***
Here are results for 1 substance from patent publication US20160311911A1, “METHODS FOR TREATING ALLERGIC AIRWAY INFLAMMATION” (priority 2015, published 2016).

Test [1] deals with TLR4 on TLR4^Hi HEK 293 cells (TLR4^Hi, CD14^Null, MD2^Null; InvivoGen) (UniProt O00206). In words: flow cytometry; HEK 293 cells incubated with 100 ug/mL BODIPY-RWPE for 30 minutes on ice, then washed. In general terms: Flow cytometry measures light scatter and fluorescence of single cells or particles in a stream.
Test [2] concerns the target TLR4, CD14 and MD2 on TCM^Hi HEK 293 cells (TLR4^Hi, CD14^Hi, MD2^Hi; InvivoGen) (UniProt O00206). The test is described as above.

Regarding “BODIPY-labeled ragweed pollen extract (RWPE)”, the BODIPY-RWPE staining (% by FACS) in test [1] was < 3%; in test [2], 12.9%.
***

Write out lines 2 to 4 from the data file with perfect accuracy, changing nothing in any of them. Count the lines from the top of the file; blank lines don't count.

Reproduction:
Test [1] deals with TLR4 on TLR4^Hi HEK 293 cells (TLR4^Hi, CD14^Null, MD2^Null; InvivoGen) (UniProt O00206). In words: flow cytometry; HEK 293 cells incubated with 100 ug/mL BODIPY-RWPE for 30 minutes on ice, then washed. In general terms: Flow cytometry measures light scatter and fluorescence of single cells or particles in a stream.
Test [2] concerns the target TLR4, CD14 and MD2 on TCM^Hi HEK 293 cells (TLR4^Hi, CD14^Hi, MD2^Hi; InvivoGen) (UniProt O00206). The test is described as above.

Regarding “BODIPY-labeled ragweed pollen extract (RWPE)”, the BODIPY-RWPE staining (% by FACS) in test [1] was < 3%; in test [2], 12.9%.